INTRODUCTION Background: Kimi Ford, a portfolio manager of a large mutual fund management firm, is looking into the viability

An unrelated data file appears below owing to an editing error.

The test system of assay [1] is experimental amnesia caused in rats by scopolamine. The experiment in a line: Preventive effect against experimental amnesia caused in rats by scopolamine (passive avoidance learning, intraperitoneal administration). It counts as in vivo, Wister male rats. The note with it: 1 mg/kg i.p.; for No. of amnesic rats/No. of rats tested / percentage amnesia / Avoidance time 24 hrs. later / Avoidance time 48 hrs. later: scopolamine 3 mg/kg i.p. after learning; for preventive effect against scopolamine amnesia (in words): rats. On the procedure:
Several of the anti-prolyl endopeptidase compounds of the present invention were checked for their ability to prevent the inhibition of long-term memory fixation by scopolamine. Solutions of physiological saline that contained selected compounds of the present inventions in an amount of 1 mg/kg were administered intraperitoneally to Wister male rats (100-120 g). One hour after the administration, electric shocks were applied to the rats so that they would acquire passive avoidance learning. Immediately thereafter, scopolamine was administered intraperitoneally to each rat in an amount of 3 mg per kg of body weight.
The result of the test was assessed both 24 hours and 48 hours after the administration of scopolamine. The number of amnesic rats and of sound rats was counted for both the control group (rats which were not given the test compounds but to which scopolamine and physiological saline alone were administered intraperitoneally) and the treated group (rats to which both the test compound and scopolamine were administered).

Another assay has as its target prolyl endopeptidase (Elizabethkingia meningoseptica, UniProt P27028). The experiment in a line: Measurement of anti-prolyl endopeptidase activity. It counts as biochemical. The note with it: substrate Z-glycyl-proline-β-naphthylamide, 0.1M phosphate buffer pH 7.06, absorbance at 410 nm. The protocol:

of investing in the stocks of Nike for the fund that she manages. Ford should base her decision on data on the company which were disclosed in the 2001 fiscal reports. While Nike management addressed several issues that are causing the decrease in market sales and prices of stocks, management presented its plans to improve and perform better. Third party sources also gave their opinions on whether the stock was a sound investment. The weighted average cost of capital (WACC) is the rate (expressed as a percentage, like interest) that a company is expected to pay to debt holders (cost of debt) and shareholders (cost of equity) to finance its assets. It is the minimum return that a company must earn on existing asset base to satisfy its creditors, owners, and other providers of capital. Companies raise money from a number of sources: common equity, preferred equity, straight debt, convertible debt, exchangeable debt, warrants, and options, pension liabilities, executive stock options, governmental subsidies, and so on. Different securities are expected to generate different returns. WACC is calculated taking into account the relative weights of each component of the capital structure- debt and equity, and is used to see if the investment is worthwhile to undertake.